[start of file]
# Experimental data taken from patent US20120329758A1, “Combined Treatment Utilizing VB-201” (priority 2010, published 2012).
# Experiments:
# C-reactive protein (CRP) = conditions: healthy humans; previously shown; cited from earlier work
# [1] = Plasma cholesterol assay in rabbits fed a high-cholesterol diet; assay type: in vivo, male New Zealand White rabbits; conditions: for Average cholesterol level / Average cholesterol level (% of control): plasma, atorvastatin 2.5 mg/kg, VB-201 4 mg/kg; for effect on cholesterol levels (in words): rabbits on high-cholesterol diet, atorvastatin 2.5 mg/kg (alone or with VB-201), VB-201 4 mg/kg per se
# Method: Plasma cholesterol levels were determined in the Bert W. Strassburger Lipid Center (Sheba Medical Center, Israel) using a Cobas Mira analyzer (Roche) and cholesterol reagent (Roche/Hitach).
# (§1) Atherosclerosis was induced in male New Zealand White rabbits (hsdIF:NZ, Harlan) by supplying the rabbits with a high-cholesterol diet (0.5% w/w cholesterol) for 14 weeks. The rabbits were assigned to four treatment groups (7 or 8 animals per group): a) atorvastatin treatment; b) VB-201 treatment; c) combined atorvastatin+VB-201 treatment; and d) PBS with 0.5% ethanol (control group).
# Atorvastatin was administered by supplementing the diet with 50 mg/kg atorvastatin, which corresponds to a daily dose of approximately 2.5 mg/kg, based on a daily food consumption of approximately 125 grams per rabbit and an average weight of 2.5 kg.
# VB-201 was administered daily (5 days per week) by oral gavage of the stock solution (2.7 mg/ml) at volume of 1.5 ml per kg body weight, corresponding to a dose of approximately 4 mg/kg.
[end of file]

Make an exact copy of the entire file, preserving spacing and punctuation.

# Experimental data taken from patent US20120329758A1, “Combined Treatment Utilizing VB-201” (priority 2010, published 2012).
# Experiments:
# C-reactive protein (CRP) = conditions: healthy humans; previously shown; cited from earlier work
# [1] = Plasma cholesterol assay in rabbits fed a high-cholesterol diet; assay type: in vivo, male New Zealand White rabbits; conditions: for Average cholesterol level / Average cholesterol level (% of control): plasma, atorvastatin 2.5 mg/kg, VB-201 4 mg/kg; for effect on cholesterol levels (in words): rabbits on high-cholesterol diet, atorvastatin 2.5 mg/kg (alone or with VB-201), VB-201 4 mg/kg per se
# Method: Plasma cholesterol levels were determined in the Bert W. Strassburger Lipid Center (Sheba Medical Center, Israel) using a Cobas Mira analyzer (Roche) and cholesterol reagent (Roche/Hitach).
# (§1) Atherosclerosis was induced in male New Zealand White rabbits (hsdIF:NZ, Harlan) by supplying the rabbits with a high-cholesterol diet (0.5% w/w cholesterol) for 14 weeks. The rabbits were assigned to four treatment groups (7 or 8 animals per group): a) atorvastatin treatment; b) VB-201 treatment; c) combined atorvastatin+VB-201 treatment; and d) PBS with 0.5% ethanol (control group).
# Atorvastatin was administered by supplementing the diet with 50 mg/kg atorvastatin, which corresponds to a daily dose of approximately 2.5 mg/kg, based on a daily food consumption of approximately 125 grams per rabbit and an average weight of 2.5 kg.
# VB-201 was administered daily (5 days per week) by oral gavage of the stock solution (2.7 mg/ml) at volume of 1.5 ml per kg body weight, corresponding to a dose of approximately 4 mg/kg.